Second, the approach to apologetics that Van Til, and I and others, advocate is fundamentally and inextricably biblical and theological, and not fundamentally philosophical. But the term “presuppositionalism” automatically lends itself to a philosophical, and not a theological, context. So, the new moniker is meant to point to the deep and rich biblical and theological roots that are necessary for such an approach to be what it is.

I think it is fair to say that the concept of divine “condescension” plays a massive role in your approach to apologetics. Why is this the case?

Conventional Apologetics by Scott Oliphint Cover PageOliphint:
Put simply, because the notion of “Covenant” needs to be explained, and there is no better explanation than that given in Westminster Confession of Faith, 7.1. There the Confession affirms that God’s character is so utterly and essentially beyond us that we could have nothing to do with him whatsoever until and unless he freely determines to condescend to us. That condescension is expressed, according to the Confession (and to me), by way of covenant, and it reaches its condescending, covenantal fulfillment in Jesus Christ.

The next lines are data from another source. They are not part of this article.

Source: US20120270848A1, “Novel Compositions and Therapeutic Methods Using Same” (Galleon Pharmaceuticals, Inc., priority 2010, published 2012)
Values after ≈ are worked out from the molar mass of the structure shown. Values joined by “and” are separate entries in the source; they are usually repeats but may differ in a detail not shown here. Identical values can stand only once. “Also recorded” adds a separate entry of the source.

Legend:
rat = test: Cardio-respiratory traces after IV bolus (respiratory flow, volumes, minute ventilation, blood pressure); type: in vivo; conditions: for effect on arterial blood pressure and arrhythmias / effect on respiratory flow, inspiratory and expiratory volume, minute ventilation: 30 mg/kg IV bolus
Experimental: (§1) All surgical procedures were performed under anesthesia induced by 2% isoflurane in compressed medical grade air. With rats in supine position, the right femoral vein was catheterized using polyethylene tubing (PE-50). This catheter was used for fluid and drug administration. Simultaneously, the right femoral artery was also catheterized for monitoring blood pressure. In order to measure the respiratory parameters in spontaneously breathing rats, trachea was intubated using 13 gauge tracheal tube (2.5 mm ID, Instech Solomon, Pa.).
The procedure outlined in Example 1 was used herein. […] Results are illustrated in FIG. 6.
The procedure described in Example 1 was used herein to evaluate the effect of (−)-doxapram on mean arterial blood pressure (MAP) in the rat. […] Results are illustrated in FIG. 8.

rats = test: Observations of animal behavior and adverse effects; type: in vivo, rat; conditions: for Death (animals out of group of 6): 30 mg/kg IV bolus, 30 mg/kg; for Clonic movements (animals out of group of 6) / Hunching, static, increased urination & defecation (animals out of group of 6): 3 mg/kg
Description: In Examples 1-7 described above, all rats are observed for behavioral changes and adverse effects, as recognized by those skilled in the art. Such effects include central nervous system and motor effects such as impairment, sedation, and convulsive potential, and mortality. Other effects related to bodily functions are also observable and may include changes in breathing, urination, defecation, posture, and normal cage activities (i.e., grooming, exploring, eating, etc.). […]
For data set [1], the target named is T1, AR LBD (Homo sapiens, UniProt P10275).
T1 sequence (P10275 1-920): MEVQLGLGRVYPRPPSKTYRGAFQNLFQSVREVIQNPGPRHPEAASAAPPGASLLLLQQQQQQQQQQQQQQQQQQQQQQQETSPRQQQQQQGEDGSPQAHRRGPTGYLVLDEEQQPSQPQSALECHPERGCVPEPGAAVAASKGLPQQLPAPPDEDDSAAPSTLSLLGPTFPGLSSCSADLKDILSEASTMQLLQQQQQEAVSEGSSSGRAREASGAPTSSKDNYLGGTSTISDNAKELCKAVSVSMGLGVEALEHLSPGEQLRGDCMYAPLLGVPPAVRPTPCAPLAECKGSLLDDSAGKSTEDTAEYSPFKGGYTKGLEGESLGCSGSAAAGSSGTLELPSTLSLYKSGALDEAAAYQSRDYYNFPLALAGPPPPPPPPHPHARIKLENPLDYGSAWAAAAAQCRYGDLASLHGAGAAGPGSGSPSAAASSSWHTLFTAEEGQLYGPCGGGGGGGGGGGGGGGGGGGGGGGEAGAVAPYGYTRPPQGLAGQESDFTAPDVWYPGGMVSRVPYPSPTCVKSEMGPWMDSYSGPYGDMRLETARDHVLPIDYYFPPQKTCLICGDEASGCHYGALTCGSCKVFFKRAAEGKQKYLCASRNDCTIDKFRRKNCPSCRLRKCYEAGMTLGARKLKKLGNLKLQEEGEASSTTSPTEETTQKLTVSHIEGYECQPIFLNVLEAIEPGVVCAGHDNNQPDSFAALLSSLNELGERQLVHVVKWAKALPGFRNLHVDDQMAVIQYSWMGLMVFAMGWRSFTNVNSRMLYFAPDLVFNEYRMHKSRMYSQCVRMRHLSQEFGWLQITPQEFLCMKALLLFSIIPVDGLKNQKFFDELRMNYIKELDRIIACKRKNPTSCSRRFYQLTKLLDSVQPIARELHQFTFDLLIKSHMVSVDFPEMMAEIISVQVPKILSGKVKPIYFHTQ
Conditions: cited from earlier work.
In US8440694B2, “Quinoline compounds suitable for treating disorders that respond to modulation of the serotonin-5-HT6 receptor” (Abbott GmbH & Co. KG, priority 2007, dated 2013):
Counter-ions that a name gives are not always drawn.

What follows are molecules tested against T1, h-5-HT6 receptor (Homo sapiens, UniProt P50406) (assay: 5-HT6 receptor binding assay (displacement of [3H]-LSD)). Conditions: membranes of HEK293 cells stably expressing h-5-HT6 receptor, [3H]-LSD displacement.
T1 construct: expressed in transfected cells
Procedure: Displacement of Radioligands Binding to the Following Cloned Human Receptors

This means that the relationship to man that God sustains presupposes his “coming down” to be with us, both to judge (for those who are and remain under wrath) and to save (for those who are in Christ). The best way to see our status before God, then, is to see it covenantally, which means that we see it in the context of God’s decision to condescend. Apart from that condescension, we could not have a relationship with him. With it, we are eternally bound to a relationship to him, which will have its culmination either in the new heaven and new earth, or in hell. But both destinies presuppose and perpetuate a relationship with God, and thus presuppose “covenant.”